Big thank you to RedDoorBooks for inviting my on the blog tour of Anita Cassidy’s debut novel ‘Appetite’. Here’s my review:
What’s it about?
Because everyone hungers for something…
Food and Sex: two appetites the modern world stimulates, but also the ones we are expected to keep under control. But what happens when we don’t?
Embarking on an affair, lonely wife and mother Naomi blossoms sexually in a false spring while David, the fattest boy at the local comprehensive and best friend of her son, struggles to overcome bullying and the apathy of his divorced mother.
David finally starts to learn about the mechanisms of appetite through a science project set by his intelligent but jaded teacher, Matthew. David’s brave efforts to change himself open Matthew’s eyes to his activist girlfriend’s dangerous plans to blow up VitSip, a local energy-drink company where Naomi works.
At the mercy of their appetites, this exciting debut novel shows that some hungers can never be satisfied…
About the writer
I am a writer, a relationship radical, a mother, a daughter, a sister, an aunt and a friend. I am also a lover of old books, new music and (mostly) clean food. Whilst I understand the limitations of labels, I do identify as bi-sexual, polyamorous, kinky. Above all else, I am curious about everything: about life, about learning and about love.
I have been writing fiction and non-fiction since discovering National Novel Writing Month in 2012. Before that I was a sales manager and trainer in the world of regional press and recruitment advertising. I have two wonderful children and divide my time between London and Kent.
Connect with Anita Cassidy
I underestimated the impact that reading Appetite would have on me. I have a little sweet tooth too but my appetite for something sweet was nowhere to be seen while reading this novel. That’s what a well-written novel will do to you. The impact of sugar is one of the important themes in this novel. I was happy to discover it wasn’t told in a marmish way but I could see the consequences first hand by following David around.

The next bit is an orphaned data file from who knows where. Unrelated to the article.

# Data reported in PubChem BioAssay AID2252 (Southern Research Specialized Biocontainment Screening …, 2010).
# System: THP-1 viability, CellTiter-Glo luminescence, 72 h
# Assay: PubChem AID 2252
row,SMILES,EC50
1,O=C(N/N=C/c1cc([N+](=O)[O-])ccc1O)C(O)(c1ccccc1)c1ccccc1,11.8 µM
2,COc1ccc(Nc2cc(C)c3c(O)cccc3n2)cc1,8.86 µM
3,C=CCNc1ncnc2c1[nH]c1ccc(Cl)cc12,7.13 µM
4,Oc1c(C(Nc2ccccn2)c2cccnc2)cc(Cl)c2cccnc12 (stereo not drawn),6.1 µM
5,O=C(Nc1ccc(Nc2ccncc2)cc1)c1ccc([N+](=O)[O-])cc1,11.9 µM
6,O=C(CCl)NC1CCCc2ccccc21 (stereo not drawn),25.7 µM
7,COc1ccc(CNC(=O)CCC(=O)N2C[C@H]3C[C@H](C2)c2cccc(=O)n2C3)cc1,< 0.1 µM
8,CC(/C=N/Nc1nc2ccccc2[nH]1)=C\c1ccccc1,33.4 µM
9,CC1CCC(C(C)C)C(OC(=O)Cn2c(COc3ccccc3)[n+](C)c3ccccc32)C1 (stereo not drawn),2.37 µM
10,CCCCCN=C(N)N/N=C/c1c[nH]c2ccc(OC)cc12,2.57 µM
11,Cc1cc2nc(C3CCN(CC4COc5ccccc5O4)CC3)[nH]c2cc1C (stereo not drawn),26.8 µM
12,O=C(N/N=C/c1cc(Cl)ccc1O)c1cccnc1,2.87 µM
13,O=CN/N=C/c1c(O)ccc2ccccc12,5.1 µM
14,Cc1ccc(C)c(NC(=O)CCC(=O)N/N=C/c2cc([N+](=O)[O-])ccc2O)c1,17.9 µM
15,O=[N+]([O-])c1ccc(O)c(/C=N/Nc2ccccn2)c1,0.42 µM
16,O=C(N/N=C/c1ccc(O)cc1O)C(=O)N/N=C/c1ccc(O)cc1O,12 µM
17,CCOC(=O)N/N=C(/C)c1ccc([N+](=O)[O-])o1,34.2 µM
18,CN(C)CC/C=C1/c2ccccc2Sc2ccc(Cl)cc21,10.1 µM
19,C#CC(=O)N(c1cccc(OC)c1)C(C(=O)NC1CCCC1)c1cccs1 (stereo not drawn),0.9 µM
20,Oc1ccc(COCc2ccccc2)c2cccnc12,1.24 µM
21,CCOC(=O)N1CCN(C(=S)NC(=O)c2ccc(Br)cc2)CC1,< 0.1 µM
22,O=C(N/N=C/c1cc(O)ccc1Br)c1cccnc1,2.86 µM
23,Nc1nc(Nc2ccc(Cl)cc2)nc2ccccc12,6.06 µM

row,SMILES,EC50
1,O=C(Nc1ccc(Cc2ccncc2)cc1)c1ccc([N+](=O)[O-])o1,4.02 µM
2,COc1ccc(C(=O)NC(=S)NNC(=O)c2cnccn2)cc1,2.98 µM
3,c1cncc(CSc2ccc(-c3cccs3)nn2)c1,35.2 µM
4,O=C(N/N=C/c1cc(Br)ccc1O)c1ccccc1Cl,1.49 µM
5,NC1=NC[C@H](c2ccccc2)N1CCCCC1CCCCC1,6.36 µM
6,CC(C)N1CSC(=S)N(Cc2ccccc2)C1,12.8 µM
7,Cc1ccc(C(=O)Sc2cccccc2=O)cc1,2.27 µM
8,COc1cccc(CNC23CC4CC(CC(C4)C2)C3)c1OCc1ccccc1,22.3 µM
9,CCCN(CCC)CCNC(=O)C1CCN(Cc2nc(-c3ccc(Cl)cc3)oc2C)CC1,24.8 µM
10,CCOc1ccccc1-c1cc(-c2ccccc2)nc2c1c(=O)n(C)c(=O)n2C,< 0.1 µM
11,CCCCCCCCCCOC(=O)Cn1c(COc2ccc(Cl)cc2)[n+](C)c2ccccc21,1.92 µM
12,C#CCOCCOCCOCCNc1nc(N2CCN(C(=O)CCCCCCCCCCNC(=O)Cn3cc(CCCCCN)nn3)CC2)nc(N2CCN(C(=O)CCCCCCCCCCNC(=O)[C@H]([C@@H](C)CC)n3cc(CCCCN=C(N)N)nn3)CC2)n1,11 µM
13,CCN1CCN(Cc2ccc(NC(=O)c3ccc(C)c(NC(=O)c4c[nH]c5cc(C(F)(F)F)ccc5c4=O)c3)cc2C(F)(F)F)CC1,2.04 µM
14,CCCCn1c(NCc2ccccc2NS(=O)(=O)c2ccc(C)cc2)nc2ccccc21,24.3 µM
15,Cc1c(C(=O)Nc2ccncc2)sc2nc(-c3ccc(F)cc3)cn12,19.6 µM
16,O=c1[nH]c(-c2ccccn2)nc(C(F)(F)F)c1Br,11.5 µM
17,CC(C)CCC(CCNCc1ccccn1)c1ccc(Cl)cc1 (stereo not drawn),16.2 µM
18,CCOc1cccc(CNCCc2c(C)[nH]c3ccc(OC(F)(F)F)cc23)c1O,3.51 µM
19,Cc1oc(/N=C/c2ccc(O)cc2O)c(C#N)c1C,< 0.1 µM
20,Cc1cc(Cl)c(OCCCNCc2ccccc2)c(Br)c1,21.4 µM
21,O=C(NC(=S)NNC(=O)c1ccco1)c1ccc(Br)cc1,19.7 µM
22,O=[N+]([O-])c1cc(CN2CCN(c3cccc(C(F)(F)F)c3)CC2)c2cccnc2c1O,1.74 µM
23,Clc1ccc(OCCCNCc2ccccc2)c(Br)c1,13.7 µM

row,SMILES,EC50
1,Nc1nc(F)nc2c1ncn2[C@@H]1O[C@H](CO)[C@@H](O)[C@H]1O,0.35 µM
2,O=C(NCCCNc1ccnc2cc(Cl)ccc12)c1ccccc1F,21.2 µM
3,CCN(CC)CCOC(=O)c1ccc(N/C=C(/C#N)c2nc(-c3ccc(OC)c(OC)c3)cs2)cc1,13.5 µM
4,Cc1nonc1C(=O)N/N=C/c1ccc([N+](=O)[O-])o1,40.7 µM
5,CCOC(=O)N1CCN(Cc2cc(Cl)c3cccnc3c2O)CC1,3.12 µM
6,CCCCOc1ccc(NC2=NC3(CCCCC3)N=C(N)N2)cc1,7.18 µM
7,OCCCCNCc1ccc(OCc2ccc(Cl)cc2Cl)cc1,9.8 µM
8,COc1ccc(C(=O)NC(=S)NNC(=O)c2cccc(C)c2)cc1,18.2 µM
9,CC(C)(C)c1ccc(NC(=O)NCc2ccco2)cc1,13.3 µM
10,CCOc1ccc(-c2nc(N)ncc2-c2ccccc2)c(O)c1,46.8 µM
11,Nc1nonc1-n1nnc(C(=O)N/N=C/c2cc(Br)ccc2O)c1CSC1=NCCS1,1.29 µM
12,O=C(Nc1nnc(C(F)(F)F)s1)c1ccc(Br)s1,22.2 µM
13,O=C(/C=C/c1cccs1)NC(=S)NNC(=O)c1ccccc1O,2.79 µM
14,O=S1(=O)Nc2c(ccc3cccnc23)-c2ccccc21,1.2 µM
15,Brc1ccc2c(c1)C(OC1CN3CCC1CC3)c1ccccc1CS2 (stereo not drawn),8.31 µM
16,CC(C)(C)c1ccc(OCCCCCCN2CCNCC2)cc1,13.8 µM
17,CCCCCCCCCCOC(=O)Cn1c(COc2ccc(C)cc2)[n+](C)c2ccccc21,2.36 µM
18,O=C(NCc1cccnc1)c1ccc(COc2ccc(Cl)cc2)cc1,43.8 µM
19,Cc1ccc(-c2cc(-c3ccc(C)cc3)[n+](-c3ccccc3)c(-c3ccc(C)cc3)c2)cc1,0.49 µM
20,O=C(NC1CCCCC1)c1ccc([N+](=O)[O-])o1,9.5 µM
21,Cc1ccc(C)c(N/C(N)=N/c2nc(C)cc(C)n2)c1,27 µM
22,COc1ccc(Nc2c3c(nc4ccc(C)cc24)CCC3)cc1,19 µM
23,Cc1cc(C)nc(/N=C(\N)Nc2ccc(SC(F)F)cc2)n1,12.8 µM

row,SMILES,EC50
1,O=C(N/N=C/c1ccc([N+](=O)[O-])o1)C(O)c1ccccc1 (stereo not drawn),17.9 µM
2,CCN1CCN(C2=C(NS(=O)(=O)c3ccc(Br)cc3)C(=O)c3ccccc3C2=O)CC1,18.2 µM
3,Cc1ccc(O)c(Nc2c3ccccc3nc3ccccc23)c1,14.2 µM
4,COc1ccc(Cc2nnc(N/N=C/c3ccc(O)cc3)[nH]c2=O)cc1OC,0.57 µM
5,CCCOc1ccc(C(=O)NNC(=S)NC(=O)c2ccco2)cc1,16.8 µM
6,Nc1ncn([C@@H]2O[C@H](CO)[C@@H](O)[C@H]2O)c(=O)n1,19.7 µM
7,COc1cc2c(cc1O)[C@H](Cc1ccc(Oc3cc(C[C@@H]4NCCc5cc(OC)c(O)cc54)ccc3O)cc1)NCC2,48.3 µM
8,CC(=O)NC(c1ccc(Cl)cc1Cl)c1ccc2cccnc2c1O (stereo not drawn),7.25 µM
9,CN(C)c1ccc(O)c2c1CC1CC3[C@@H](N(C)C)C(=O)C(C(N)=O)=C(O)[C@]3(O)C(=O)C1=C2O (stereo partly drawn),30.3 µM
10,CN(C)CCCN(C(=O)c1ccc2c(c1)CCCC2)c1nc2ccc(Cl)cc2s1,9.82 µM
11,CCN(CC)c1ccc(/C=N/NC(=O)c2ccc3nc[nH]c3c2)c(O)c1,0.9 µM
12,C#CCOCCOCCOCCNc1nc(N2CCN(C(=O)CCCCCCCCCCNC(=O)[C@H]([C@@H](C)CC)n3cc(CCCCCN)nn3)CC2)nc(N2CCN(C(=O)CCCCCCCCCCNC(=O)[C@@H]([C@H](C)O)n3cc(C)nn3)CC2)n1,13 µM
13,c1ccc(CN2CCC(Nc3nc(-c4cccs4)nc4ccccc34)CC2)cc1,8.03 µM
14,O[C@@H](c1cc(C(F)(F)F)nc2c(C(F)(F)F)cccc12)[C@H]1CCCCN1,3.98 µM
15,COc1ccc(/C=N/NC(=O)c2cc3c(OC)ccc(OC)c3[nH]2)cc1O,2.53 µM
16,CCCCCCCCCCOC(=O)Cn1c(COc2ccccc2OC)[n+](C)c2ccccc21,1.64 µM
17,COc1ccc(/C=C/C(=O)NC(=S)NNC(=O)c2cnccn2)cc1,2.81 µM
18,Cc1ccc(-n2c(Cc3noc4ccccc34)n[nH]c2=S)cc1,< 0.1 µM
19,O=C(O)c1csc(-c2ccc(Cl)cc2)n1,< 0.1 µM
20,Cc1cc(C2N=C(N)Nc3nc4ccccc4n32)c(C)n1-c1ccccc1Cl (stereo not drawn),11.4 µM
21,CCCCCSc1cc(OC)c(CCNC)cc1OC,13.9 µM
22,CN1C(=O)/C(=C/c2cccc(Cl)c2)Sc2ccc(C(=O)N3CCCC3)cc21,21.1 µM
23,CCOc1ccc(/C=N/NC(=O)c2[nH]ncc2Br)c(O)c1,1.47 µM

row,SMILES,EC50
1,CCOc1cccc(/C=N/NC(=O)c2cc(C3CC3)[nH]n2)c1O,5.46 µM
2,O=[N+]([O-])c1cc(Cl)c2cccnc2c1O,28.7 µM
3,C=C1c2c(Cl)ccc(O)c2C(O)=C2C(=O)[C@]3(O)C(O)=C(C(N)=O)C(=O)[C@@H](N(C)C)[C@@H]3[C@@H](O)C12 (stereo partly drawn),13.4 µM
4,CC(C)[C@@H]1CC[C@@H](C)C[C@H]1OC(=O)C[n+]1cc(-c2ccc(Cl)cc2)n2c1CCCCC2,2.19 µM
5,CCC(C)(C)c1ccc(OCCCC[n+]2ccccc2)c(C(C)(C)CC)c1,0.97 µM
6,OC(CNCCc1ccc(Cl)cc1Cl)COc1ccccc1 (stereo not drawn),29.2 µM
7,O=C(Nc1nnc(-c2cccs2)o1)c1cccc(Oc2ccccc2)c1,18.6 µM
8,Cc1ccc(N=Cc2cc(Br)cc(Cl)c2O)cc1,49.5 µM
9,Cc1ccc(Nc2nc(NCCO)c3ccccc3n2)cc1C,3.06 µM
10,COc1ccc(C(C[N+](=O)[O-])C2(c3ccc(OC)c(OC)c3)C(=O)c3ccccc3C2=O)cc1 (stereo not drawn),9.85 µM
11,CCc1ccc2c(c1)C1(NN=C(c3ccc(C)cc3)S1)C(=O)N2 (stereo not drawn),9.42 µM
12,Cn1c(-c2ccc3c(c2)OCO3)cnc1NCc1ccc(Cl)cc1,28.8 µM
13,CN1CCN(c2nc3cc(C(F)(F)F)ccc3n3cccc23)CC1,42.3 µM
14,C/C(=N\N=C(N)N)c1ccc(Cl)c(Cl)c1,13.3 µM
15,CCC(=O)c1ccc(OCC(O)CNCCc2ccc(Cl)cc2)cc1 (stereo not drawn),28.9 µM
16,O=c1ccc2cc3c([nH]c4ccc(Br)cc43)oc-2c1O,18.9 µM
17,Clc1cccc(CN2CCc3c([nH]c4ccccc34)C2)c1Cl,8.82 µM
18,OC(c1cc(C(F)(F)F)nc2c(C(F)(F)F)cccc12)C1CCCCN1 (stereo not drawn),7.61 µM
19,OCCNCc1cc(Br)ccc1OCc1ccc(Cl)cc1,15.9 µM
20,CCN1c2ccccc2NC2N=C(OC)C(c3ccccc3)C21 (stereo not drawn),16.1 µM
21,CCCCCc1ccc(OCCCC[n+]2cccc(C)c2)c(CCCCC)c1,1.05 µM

Appetite not only follows the live of David but also of Naomi and Matthew. I caught on very quickly that these three parties have their own individual problems but there’s also a larger picture and they each represent a certain side to one core problem. Naomi works at VitSip, a company about to launch a new drink which contains more sugar than is desirable, Matthew takes on the role of nearly activist, he has a new friend who crusades against the big companies’ sugar production and he gets sucked into her cause, because she’s so passionate about it and he wants to feel passionate about something as well, and David, well David is who it’s all about clearly, he’s the victim here of all that sugar, he’s consuming sugary edibles all day long.
I came to follow David’s struggles with his food-obsession, Naomi’s sex-obsessed chats and Matthew’s problems with the new love of his life. To be really honest, I couldn’t really connect with Naomi and I did have questions about her marriage with Scott and how she could carry on like this. She didn’t even feel guilty nor does she want to go for a new lifestyle. Matthew came across a little weak and when he meets Polly I immediately asked myself questions too. Can she even be really interested in him if all she ever thinks about is her own cause, her passion for Snap Out of It?
No the person that I held closest to my heart was David. Honestly, I never had such an insight into the life thrown at an overweight person. He didn’t win me over instantly though, at the start of the novel I was still pretty judgemental.. someone who starts to eat chocolate bars and drinks cola before school even starts, no wonder he’s fat… but then I also felt all the insults, the stares, the guilt and shame he felt on a daily basis and I came to notice that the snacks and sugars are really pushed onto him. The advertising everywhere, his own mother who struggles with obesitas as well are obstacles that I didn’t see at first but I was very much made aware of while reading. What would it take to change this? Does the answer lie in the hands of the companies, in those of the protesters and activists perhaps or is it all up to young David to make the necessary change?
This novel is called Appetite but it could be called Obsession because all these characters are quite obsessed, thinking every minute of every day about one thing. Appetite lured me in and had me eating out of the palm of its hand, it was an exploration and a very enjoyable journey with an important message, like Aristotle said: “moderation in all things”. Very thought-provoking!
I received a free copy of this novel from RedDoorPublishing in exchange for my honest opinion.